July 7, 2020

Faithless Electors

On Monday, “the Supreme Court unanimously rejected two challenges to the constitutionality of so-called ‘faithless elector’ laws, which penalize or remove presidential electors who fail to vote for the candidate they have pledged to support.” SCOTUSblog

Both sides support the decision:

“Perhaps in past cycles, a stronger sense of duty and honor prompted electors to keep their word, no matter how they personally felt about the winning candidate. In today’s more narcissistic culture, perhaps some addle-minded electors see changing their vote as a step to fame. The 2016 election saw seven faithless electors…

“Perhaps this year all the electors will take their duties seriously, and the trend of faithless electors will wane. But the unanimous decision probably increases the odds that electors will recognize that no message justifies breaking their promise. Justice Elena Kagan wrote in her majority opinion that states may instruct, ‘electors that they have no ground for reversing the vote of millions of its citizens . . . That direction accords with the Constitution — as well as with the trust of a Nation that here, We the People rule.’ How often do we get to say, ‘Amen, Justice Kagan’?”
Jim Geraghty, National Review

“In the very first contested election — the 1796 election between Federalist John Adams and Republican Thomas Jefferson — ‘would-be electors declared themselves for one or the other party’s presidential candidate,’ Kagan writes. By 1833, Justice Joseph Story wrote that ‘‘the electors are now chosen wholly with reference to particular candidates,’ having either ‘silently’ or ‘publicly pledge[d]’ how they will vote.’…

“In total, Kagan notes, only 180 faithless electoral votes have been cast in American history, out of more than 23,000 total votes cast. And a third of these were cast in the 1872 election, ‘when the Democratic Party’s nominee (Horace Greeley) died just after Election Day.’ Setting aside the 1872 election, ‘faithless votes represent just one-half of one percent of the total.’ This history, combined with Kagan’s textual analysis, is sufficient reason to allow states to sanction faithless electors.”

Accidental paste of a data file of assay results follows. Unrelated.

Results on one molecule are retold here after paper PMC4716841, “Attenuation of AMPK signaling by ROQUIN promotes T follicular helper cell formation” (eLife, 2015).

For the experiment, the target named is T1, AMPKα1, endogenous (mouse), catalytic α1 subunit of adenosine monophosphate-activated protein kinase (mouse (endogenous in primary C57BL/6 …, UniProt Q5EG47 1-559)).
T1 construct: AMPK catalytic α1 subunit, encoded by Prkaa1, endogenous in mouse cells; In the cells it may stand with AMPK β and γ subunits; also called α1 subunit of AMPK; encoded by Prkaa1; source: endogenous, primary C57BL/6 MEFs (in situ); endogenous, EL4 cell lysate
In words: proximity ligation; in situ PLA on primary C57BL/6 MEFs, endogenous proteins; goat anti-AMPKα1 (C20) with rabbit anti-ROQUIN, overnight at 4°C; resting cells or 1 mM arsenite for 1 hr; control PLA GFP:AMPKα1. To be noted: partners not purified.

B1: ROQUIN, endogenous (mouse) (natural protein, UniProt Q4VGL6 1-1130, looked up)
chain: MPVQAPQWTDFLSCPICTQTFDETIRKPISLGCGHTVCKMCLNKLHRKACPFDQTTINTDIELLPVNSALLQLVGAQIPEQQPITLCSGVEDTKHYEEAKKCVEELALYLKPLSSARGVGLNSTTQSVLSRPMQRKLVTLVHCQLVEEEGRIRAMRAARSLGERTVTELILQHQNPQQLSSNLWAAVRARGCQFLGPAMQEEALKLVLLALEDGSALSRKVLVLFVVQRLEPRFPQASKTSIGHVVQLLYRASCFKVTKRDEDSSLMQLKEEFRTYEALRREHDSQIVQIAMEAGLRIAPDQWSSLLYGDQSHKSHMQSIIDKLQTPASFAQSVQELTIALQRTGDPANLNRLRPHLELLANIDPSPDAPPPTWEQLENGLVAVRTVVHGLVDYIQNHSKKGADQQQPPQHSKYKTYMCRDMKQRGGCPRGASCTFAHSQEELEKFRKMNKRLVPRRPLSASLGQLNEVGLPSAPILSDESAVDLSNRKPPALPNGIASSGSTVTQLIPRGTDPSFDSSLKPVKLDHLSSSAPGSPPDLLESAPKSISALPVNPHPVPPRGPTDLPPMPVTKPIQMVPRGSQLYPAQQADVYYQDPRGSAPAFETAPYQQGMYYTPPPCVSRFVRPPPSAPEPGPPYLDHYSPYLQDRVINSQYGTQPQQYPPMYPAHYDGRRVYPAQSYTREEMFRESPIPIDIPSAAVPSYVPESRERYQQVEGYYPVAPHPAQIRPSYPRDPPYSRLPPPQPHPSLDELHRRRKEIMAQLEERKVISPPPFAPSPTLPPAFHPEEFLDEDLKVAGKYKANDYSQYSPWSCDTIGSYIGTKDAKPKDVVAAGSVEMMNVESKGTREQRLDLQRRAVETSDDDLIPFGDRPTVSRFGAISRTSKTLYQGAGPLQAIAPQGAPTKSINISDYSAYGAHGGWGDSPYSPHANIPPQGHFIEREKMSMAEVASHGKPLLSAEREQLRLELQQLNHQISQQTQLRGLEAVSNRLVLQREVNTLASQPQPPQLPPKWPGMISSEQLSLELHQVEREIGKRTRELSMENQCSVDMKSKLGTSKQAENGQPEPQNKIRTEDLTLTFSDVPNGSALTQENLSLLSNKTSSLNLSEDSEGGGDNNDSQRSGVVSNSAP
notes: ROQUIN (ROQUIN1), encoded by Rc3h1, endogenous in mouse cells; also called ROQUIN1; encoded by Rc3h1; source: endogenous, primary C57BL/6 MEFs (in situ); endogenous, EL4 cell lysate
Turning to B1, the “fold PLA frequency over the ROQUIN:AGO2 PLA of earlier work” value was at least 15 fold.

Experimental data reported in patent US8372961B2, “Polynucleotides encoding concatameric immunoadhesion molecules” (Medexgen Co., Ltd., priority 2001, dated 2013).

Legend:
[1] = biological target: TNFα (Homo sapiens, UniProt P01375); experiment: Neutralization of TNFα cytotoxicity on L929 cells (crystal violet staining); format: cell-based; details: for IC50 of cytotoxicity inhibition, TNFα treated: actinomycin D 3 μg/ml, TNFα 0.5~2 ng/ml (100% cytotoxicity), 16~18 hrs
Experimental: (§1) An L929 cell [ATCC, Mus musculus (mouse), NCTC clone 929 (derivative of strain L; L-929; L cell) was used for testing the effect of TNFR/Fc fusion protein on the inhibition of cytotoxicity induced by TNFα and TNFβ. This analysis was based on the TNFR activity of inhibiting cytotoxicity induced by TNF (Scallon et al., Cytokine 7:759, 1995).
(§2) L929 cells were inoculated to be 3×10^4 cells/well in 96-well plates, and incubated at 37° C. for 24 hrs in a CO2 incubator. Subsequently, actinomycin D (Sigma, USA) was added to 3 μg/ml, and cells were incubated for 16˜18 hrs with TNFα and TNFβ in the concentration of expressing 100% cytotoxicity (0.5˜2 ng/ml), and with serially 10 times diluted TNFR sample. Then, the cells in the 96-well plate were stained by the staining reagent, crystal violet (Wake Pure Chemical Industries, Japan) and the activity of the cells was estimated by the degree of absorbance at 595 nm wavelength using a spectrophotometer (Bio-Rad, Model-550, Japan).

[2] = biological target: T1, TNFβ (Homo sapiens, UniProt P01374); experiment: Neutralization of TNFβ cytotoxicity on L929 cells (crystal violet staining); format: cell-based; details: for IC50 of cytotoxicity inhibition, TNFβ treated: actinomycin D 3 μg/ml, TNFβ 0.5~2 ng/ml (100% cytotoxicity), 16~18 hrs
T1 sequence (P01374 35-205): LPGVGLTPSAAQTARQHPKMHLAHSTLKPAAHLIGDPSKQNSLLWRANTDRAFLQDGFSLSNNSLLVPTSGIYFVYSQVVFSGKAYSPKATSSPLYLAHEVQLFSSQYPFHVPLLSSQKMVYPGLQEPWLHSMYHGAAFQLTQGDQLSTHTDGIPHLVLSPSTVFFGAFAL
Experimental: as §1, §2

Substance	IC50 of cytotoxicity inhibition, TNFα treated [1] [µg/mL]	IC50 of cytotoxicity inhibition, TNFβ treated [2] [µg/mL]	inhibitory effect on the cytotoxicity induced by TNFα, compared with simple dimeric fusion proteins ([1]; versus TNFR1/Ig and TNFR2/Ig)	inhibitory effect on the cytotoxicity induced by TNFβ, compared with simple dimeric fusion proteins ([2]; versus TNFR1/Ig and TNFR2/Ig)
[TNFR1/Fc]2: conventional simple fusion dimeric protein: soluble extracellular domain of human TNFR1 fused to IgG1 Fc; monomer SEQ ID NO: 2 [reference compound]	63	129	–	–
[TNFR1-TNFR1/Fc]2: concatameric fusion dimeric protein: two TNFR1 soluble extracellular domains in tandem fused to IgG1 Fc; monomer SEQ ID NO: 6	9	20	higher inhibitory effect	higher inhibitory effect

Ian Millhiser, Vox

“Justice Joseph Story was an early and authoritative source on American constitutional law. In 1833 he wrote that any ‘exercise of an independent judgment [by electors] would be treated as a political usurpation, dishonourable to the individual, and a fraud upon his constituents’… this result is faithful to the text of the Constitution and avoids creating chaos if all states had to allow their electors to act as free agents. After all, while chaos might make for compelling television, it makes for terrible governance.”
Zack Smith, Daily Signal

“The decision is important because it will help avoid an election disaster in which a few electors try to thwart the will of the people. More fundamentally, the decision shows that the Supreme Court is recognizing that presidential elections really are supposed to be about majoritarian democracy, notwithstanding the quirky and creaky features inherited from the men who wrote the Constitution over 230 years ago… When you have an old Constitution like ours, sometimes the best thing isn’t to buy a new one but to bring the old one into the shop and have expert mechanics do their best to help it run safely. Today the justices acted like good, skilled mechanics.”
Noah Feldman, Bloomberg

Other opinions below.

See past issues

From the Right

From the Left

A libertarian's take

“Unfortunately, the Court's decision cannot eliminate the possibility of future faithless electors or the (hopefully remote) possibility that faithless electors could flip the result of a presidential election. The existence of human beings serving as intermediaries between the voters and the final results of a presidential election remains a serious problem in the constitutional design...

“It would be best if politicians could set aside their other differences and take the modest step of moving forward a constitutional amendment to eliminate presidential electors (which can be done without making any changes in how electoral votes in presidential elections are allocated or counted). In the meantime, states might as well take advantage of this ruling to adopt robust statutory measure to minimize the risk of faithless electors.”
Keith Whittington, Volokh Conspiracy

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